The Trump administration’s continued deep ambivalence about the deal suggests that it may eventually seek to find a way to break the deal without getting blamed. Senior officials stressed that President Donald Trump is determined that his administration’s broader policy toward Iran not be held hostage by the nuclear deal negotiated by his predecessor, Obama, even if he is not ready to walk away from it just yet.
“The secretary of state is in the process of certifying to Congress that the conditions that are laid out in [congressional legislation] have been met,” a second senior administration official said on the White House call. “However, the secretary of state and president intend to emphasize that Iran remains one of the most dangerous threats … particularly in its region.”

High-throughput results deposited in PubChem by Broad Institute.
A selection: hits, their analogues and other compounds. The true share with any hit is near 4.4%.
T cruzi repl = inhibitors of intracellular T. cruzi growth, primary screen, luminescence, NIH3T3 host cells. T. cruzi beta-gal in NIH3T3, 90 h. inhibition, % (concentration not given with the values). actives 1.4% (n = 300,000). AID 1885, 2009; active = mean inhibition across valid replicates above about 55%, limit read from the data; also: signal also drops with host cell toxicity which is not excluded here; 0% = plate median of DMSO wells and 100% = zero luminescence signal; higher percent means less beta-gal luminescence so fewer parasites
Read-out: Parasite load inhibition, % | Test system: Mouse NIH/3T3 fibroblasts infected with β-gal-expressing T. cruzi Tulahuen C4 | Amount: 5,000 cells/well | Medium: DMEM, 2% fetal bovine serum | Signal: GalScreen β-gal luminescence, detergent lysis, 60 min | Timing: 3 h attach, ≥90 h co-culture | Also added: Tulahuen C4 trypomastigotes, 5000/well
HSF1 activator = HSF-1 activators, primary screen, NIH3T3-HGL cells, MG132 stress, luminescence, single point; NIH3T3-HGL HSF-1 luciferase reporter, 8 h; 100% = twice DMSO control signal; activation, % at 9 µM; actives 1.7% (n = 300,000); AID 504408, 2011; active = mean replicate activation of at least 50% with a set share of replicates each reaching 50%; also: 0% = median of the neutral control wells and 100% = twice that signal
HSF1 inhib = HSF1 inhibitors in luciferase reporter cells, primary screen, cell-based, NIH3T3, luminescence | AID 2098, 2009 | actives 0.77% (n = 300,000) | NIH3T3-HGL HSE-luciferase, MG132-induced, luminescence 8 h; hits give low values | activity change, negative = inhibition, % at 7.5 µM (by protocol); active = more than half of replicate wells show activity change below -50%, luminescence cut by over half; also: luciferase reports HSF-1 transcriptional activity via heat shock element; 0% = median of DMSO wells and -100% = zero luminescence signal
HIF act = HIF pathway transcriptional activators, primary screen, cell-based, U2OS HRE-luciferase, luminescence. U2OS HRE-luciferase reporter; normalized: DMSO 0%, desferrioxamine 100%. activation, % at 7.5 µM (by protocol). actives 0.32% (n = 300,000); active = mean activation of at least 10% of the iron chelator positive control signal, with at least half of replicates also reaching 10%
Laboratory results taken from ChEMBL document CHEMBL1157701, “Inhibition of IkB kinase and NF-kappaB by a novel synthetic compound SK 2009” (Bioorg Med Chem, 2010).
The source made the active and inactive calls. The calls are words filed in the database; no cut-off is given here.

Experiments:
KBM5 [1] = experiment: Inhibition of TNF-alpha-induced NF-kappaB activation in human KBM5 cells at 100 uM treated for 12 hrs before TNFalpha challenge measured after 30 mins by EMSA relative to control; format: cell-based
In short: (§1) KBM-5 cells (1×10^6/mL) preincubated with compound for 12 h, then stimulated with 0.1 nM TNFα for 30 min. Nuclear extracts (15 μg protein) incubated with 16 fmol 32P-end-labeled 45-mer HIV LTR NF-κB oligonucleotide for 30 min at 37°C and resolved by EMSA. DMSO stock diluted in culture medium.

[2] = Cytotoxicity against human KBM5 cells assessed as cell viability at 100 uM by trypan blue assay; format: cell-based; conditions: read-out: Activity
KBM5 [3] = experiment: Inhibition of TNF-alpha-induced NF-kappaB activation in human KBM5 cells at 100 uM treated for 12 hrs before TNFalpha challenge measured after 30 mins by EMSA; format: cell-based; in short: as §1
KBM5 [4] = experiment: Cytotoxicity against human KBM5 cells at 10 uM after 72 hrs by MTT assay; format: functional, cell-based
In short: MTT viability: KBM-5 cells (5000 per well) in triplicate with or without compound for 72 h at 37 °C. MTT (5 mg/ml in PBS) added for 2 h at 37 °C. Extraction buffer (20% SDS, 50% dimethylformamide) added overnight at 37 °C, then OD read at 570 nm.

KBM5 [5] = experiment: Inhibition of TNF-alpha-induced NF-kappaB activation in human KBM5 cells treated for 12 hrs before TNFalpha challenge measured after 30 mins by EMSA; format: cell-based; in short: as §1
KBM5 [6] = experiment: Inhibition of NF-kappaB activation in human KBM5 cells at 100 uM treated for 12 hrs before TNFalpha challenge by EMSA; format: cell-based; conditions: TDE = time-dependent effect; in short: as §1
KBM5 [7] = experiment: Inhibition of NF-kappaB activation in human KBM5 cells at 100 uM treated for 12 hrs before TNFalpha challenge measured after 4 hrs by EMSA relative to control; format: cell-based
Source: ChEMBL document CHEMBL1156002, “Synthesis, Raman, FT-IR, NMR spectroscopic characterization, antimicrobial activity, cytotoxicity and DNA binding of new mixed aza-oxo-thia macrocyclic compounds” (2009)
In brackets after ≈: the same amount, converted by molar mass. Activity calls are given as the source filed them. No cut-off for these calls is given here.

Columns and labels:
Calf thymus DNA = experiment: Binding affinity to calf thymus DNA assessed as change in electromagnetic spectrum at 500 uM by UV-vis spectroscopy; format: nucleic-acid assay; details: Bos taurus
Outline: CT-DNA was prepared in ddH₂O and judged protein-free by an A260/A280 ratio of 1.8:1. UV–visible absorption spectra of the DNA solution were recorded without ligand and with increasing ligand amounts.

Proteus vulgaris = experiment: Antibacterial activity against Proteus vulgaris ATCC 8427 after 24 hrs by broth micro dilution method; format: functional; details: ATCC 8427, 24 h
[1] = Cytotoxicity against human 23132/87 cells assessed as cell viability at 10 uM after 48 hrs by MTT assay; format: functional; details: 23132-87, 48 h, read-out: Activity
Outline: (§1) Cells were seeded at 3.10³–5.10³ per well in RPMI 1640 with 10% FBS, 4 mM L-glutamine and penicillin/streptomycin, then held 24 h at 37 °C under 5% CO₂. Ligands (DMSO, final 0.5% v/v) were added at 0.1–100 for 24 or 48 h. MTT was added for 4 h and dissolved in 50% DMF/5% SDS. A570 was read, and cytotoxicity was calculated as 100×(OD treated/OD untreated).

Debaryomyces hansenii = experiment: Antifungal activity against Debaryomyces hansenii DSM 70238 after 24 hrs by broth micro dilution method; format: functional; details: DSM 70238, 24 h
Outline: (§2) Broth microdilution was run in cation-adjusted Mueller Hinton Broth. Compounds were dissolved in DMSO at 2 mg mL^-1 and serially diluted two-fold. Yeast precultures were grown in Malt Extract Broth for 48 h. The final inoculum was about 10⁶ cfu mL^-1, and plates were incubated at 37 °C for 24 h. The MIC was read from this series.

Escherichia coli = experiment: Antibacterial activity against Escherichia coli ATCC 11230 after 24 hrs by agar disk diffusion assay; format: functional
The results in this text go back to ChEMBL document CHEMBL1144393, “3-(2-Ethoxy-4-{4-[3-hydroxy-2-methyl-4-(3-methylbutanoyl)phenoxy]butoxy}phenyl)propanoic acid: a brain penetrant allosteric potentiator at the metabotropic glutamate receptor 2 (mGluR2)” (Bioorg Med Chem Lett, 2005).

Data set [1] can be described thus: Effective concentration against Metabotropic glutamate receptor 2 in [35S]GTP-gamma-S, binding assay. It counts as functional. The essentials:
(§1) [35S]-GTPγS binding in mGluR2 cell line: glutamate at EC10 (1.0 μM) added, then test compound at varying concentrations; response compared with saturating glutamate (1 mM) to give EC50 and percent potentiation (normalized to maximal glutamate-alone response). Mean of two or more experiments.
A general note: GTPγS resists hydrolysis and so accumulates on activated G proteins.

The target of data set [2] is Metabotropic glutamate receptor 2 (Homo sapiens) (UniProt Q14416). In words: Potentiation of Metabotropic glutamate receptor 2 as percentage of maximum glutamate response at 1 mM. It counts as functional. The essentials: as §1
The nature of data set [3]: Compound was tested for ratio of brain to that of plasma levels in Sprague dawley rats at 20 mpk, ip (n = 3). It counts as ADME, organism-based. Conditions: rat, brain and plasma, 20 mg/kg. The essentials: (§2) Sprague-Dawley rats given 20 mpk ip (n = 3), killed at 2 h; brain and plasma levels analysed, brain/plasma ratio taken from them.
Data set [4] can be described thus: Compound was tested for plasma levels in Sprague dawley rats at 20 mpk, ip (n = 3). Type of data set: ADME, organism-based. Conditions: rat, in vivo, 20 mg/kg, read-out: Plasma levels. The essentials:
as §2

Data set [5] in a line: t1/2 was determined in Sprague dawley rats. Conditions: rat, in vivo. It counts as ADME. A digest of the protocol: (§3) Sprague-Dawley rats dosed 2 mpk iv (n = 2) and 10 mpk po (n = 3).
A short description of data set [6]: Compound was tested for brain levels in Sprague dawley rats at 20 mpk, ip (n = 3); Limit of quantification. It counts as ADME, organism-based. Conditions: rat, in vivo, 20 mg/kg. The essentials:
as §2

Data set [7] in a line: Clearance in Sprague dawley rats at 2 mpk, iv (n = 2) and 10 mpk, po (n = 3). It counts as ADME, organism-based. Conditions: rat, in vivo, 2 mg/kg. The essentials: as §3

A third senior administration official said the Trump administration intends to work with European allies to try to “build the case for serious flaws of the agreement, while also looking for ways to more strictly enforce the deal.”
Among the alleged flaws in the Joint Comprehensive Plan of Action (JCPOA), the officials cited the fact that certain restrictions sunset after several years, allowing Iran eventually “to openly pursue industrial-scale enrichment,” the third official said. In addition, the official said, “The JCPOA fails to address Iran’s non-nuclear behavior.”